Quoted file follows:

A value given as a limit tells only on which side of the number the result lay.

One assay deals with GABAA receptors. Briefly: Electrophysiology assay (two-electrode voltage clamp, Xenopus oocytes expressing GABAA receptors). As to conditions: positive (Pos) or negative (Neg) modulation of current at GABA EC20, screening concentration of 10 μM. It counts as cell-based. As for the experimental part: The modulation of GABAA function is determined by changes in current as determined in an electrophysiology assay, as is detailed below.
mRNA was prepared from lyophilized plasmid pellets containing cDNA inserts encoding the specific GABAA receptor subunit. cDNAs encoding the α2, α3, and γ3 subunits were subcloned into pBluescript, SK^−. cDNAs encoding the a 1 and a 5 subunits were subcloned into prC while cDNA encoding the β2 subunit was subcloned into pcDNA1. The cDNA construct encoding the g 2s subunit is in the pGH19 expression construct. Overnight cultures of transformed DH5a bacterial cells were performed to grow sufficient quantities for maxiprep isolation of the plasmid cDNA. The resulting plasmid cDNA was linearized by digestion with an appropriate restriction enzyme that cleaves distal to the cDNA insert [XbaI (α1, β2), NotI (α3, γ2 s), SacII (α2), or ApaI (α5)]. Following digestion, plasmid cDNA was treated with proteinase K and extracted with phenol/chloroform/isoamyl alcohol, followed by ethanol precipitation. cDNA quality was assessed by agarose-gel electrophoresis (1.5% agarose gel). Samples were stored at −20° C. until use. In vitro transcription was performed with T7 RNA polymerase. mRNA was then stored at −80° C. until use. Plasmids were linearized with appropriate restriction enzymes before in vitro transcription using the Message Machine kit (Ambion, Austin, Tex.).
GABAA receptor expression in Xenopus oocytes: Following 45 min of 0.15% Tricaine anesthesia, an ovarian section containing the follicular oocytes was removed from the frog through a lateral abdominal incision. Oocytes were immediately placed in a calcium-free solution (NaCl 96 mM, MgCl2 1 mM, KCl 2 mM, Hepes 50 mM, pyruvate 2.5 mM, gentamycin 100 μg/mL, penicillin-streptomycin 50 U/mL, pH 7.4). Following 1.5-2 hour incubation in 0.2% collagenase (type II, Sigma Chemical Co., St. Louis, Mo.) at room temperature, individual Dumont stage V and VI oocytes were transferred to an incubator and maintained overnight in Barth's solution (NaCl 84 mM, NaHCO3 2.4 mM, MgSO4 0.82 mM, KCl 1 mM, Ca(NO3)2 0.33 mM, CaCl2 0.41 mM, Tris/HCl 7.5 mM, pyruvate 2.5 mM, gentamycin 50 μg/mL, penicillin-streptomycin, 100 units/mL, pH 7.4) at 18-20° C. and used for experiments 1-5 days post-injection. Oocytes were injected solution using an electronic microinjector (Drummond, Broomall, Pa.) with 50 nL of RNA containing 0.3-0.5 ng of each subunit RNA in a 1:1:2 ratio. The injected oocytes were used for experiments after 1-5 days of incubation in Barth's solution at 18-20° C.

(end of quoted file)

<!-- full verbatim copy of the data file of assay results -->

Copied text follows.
A value given as a limit tells only on which side of the number the result lay.

One assay deals with GABAA receptors. Briefly: Electrophysiology assay (two-electrode voltage clamp, Xenopus oocytes expressing GABAA receptors). As to conditions: positive (Pos) or negative (Neg) modulation of current at GABA EC20, screening concentration of 10 μM. It counts as cell-based. As for the experimental part: The modulation of GABAA function is determined by changes in current as determined in an electrophysiology assay, as is detailed below.
mRNA was prepared from lyophilized plasmid pellets containing cDNA inserts encoding the specific GABAA receptor subunit. cDNAs encoding the α2, α3, and γ3 subunits were subcloned into pBluescript, SK^−. cDNAs encoding the a 1 and a 5 subunits were subcloned into prC while cDNA encoding the β2 subunit was subcloned into pcDNA1. The cDNA construct encoding the g 2s subunit is in the pGH19 expression construct. Overnight cultures of transformed DH5a bacterial cells were performed to grow sufficient quantities for maxiprep isolation of the plasmid cDNA. The resulting plasmid cDNA was linearized by digestion with an appropriate restriction enzyme that cleaves distal to the cDNA insert [XbaI (α1, β2), NotI (α3, γ2 s), SacII (α2), or ApaI (α5)]. Following digestion, plasmid cDNA was treated with proteinase K and extracted with phenol/chloroform/isoamyl alcohol, followed by ethanol precipitation. cDNA quality was assessed by agarose-gel electrophoresis (1.5% agarose gel). Samples were stored at −20° C. until use. In vitro transcription was performed with T7 RNA polymerase. mRNA was then stored at −80° C. until use. Plasmids were linearized with appropriate restriction enzymes before in vitro transcription using the Message Machine kit (Ambion, Austin, Tex.).
GABAA receptor expression in Xenopus oocytes: Following 45 min of 0.15% Tricaine anesthesia, an ovarian section containing the follicular oocytes was removed from the frog through a lateral abdominal incision. Oocytes were immediately placed in a calcium-free solution (NaCl 96 mM, MgCl2 1 mM, KCl 2 mM, Hepes 50 mM, pyruvate 2.5 mM, gentamycin 100 μg/mL, penicillin-streptomycin 50 U/mL, pH 7.4). Following 1.5-2 hour incubation in 0.2% collagenase (type II, Sigma Chemical Co., St. Louis, Mo.) at room temperature, individual Dumont stage V and VI oocytes were transferred to an incubator and maintained overnight in Barth's solution (NaCl 84 mM, NaHCO3 2.4 mM, MgSO4 0.82 mM, KCl 1 mM, Ca(NO3)2 0.33 mM, CaCl2 0.41 mM, Tris/HCl 7.5 mM, pyruvate 2.5 mM, gentamycin 50 μg/mL, penicillin-streptomycin, 100 units/mL, pH 7.4) at 18-20° C. and used for experiments 1-5 days post-injection. Oocytes were injected solution using an electronic microinjector (Drummond, Broomall, Pa.) with 50 nL of RNA containing 0.3-0.5 ng of each subunit RNA in a 1:1:2 ratio. The injected oocytes were used for experiments after 1-5 days of incubation in Barth's solution at 18-20° C.